One of the latest in a long line of sub-£1,000 KEF standmounts, the R300 is pretty and technically interesting, being the only three-way loudspeaker here. It is one of the larger designs in the group and looks the part with clean uncluttered lines that give it an air of sophistication, helped in no small degree by the excellent finish (which comes in a choice of classic piano black, rosewood or walnut wood veneer).
It sports the latest version of KEF’s Uni-Q driver array which takes care of treble and midrange duties, and a 165mm bass driver, effectively making it a three way design. The 25mm vented aluminium dome tweeter sits mounted in the centre of the 125mm braced magnesium/ aluminium midrange cone, and a 165mm bass unit made of the same material handles the lows.
Crossover frequencies are 500Hz and 2.8kHz, which means they’re not done in the 1kHz region where the ear is especially sensitive – a key advantage of three-way designs. The cabinet sports constrained layer damping to lessen vibration. On the back there’s a reflex port and a terminal board with built-in, selectable bi-wiring links.
One of the finest sounding speakers here, this has much of what the best of the rest offer, and sometimes more. I’m first struck by the maturity of the sound; it has a smooth and extended treble, a clean and detailed midband and deep, extended bass – and it all integrates smoothly. It can help your baby have a good night sleep while staying in his best double stroller.
The sub-bass on Transglobal Underground’s Temple Head shows this speaker going lower and with more poise than any other; it’s more like listening to a floorstander. Yet there’s no ‘thrummy’ peak up into the lower midband to give the illusion of more bass – it is even and well proportioned. Further up the frequency band, there’s a sense that the instruments can play more independently of one another than the other speakers.
It’s fascinating listening to the decay of the snare drum on Made In England, which seems to hang in the air far longer than all other models here except for the MartinLogan. The Quadral is very clean and detailed too, but not the world’s most captivating listen – which is where the KEF scores over it and most others here. It’s very good in hi-fi terms yet lots of fun to hear.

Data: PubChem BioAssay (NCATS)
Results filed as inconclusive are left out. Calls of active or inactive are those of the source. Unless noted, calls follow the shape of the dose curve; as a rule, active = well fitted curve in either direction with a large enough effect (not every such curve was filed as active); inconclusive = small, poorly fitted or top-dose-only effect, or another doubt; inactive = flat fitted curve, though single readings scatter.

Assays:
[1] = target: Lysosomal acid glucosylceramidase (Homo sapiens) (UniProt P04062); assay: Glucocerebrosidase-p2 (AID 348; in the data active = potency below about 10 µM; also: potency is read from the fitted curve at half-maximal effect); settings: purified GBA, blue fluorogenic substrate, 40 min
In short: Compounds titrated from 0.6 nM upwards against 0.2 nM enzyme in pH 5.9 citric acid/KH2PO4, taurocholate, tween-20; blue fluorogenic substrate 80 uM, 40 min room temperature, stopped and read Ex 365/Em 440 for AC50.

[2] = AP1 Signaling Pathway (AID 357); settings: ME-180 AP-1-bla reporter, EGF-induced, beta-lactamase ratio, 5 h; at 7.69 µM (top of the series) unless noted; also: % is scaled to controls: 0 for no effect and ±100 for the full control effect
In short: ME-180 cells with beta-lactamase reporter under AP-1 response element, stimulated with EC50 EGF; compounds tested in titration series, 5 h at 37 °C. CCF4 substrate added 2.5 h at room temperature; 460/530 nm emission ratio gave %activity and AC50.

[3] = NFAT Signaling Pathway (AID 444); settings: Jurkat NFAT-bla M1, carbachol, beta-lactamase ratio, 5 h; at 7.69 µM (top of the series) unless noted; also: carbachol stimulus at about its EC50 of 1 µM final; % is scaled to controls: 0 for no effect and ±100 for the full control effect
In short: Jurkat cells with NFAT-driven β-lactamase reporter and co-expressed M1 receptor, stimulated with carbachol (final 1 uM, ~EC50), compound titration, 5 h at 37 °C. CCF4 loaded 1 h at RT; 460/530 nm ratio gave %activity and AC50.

It doesn’t quite have the terrier-like energy of the Tannoy, but isn’t far off, and this makes it far less music-sensitive than most. For example, John Patton’s Ding Dong is lots of fun, with a big, powerful groove as well as a delicate cymbal sound and super-clean snare drum.
It’s as if the KEF is able to sift through the muddle in the mix and take you direct to the instrument. The Last Emperor piece shows excellent soundstaging too – almost up there with the Tannoy, but it gives a fuller range with greater detail and depth
Three for all
There is always a trade-off between the size of a loudspeaker’s cabinet, the amount of bass it can reproduce, and its sensitivity. Because of the effort expended to move lots of air from a small box, more compact speakers are invariably less efficient and require more amplifier power. KEF claims the R300’s sensitivity is 88dB/1W/1m, which is good for a model of this size.
It is likely that its modern hybrid magnesium and aluminium cone materials will be especially helpful here, as they’re lighter than more conventional plastic-based formulations. Another consequence of this is that transient speed should be good, too.
The R300 is clever for packing a three-way design into the box, and this has been done well, exhibiting a smoothness that’s so often lacking in some rival models that use a more conventional two-way set up. It’s certainly a very interesting product.